ERIC Kotz loves a good yarn and his story-telling skills have stimulated plenty of interest in his semi-regular pieces for the Port Lincoln Times over the past few years.
Now his stories on everything from shipwrecks to mine site life have been compiled for his first book, The Butcher's Son from Tumby Bay, due for release on the Australia Day long weekend.
After a lifetime spent travelling around Australia working and a stint living in Fiji before and during the military coup, Mr Kotz had returned to his home town of Tumby Bay and decided to put pen to paper to record some of the "extraordinary moments" in his "ordinary life".
"It's not an autobiography, it's a collection of stories seen through my eyes."
As a regular writer of letters of the editor, Mr Kotz first started putting his stories down on paper in 2009, when he wrote the story of the Vivid - a sailing ketch lost at sea somewhere between Tumby Bay and Port Lincoln - for the Port Lincoln Times.
This was so well received he decided to write a few more, most of which were published in the Times over the past five years.
Mr Kotz said the feedback from some of his articles in the Times had been absolutely amazing.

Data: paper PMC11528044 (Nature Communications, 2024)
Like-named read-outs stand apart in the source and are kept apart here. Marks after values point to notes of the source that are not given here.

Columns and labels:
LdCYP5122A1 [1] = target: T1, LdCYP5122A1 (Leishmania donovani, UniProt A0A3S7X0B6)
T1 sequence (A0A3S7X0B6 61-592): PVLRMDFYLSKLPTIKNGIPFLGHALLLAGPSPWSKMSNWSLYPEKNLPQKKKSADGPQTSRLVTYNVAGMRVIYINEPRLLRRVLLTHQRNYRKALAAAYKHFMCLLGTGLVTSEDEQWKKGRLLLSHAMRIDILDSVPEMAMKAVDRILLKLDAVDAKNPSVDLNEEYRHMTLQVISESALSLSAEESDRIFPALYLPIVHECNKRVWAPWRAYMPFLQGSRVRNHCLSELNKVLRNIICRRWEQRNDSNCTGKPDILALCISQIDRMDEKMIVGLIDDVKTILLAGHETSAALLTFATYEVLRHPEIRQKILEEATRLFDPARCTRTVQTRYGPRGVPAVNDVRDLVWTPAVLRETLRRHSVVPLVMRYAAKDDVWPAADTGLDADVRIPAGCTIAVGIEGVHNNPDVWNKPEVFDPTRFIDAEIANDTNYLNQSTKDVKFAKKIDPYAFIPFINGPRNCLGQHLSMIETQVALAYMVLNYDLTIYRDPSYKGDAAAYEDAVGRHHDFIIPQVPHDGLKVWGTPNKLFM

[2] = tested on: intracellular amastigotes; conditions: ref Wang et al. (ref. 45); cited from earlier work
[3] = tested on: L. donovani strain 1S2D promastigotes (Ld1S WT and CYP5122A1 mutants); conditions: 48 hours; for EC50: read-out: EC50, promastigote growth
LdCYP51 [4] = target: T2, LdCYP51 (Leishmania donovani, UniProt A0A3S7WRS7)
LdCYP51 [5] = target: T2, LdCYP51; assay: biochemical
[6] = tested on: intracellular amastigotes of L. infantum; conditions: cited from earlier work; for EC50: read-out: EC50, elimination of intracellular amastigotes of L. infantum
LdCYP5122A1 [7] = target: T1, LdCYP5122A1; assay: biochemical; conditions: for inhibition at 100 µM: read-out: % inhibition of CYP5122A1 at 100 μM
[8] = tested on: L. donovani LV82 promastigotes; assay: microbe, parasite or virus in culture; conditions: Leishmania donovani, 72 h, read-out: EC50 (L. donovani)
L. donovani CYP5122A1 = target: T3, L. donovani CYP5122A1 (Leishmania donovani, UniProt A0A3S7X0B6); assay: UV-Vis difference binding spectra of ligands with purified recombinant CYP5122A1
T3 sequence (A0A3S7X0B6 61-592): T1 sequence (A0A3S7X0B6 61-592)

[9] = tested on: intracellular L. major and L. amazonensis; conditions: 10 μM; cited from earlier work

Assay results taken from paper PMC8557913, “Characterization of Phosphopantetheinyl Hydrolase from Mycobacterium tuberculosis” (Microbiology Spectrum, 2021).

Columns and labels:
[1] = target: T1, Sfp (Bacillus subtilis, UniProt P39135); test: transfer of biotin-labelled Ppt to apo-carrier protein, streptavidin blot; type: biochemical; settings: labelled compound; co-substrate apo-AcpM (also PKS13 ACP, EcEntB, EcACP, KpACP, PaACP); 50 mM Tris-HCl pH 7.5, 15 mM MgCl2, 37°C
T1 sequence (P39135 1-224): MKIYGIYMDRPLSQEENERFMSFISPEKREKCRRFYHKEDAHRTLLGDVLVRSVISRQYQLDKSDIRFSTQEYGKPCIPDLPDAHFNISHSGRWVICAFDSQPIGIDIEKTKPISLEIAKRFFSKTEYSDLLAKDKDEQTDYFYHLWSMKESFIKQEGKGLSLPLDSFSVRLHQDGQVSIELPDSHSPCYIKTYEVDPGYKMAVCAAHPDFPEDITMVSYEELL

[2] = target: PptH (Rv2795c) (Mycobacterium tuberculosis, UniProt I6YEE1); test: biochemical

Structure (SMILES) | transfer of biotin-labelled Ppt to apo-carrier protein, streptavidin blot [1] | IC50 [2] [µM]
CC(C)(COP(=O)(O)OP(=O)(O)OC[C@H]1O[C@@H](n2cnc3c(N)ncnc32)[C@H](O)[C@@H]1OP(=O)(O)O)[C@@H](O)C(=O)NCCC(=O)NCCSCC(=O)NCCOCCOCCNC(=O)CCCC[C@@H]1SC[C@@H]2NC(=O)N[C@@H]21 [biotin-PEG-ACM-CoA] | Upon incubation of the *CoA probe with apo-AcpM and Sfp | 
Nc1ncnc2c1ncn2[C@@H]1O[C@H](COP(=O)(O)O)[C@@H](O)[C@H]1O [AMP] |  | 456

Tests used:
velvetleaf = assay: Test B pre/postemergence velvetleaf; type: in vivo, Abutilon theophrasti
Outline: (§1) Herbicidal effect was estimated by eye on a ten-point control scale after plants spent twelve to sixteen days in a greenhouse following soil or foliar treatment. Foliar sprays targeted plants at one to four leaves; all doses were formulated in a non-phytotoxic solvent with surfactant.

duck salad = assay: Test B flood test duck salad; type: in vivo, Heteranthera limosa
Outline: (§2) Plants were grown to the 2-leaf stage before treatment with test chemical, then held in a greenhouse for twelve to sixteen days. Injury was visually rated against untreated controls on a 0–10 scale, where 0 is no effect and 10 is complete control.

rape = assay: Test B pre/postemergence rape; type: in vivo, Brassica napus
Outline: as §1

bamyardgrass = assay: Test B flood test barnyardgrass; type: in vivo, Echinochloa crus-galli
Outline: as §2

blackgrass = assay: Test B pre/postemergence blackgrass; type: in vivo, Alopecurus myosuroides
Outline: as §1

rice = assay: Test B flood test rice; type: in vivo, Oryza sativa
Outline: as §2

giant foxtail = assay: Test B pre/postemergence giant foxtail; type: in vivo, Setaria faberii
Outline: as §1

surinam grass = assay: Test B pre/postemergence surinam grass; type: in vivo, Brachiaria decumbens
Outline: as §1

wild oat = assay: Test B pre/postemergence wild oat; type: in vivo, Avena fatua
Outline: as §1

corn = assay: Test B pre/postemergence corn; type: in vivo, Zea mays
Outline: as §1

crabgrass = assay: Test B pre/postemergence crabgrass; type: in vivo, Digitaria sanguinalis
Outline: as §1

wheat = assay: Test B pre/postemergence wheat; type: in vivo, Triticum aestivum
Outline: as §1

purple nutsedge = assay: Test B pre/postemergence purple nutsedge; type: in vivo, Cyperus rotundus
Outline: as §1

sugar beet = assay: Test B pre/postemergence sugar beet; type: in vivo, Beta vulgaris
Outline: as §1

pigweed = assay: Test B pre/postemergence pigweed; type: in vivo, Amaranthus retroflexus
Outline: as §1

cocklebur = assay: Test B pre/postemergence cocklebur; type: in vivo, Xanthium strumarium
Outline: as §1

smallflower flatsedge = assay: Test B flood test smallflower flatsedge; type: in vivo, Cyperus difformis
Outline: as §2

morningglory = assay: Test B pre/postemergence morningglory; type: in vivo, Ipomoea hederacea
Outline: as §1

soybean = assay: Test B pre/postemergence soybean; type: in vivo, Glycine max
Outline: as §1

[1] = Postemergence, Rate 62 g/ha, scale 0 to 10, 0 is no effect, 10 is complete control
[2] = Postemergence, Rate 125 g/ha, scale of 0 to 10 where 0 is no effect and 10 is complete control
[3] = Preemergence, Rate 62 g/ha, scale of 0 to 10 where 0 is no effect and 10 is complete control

When one of his stories about the Bel-Air Drive-in Theatre was published, people were calling him up for four weeks with their own drive-in stories.
Another story about an Aboriginal woman known as Black Charlotte mentioned a waterhole that was the site of a fight between sealers and a group of Aboriginal men in the early 1800s.
He has so far heard from four property owners who believe Black Charlotte's Water Hole is on their property.
As a school student Mr Kotz always wanted to be a journalist but it was not to be.
"When you're the butcher's son in Tumby Bay you didn't go to uni.
"I've written a lot of letters to the editor over the years but I had to wait until I retired (to start writing stories)."
He describes his book as "faction" or what his grandfather would have called skites.
"They're all actually true stories.
"I get challenged all the time about the veracity of them but they're all true."
The book is divided into sections, with the first chapter telling his parents' story, "all about how all us baby boomers came about", and the last chapter being a tribute to the people who helped the Kotz family when they had to leave Fiji.
Another section of the book is devoted to local sea mysteries and shipwrecks.
Along with historic photos, the book also features a number of cartoons by local illustrator Daniel Swaffer.
Member for Flinders Peter Treloar will launch the book in Port Lincoln on the Minnipa Deck at the Axel Stenross Maritime Museum at 2pm on Saturday, January 24.
There will also be a launch in Tumby Bay by ABC Radio's Emma Pedler on Monday, January 26.
Illustrations, cartoons, maps, photos and other items of interest will be on display at the launch.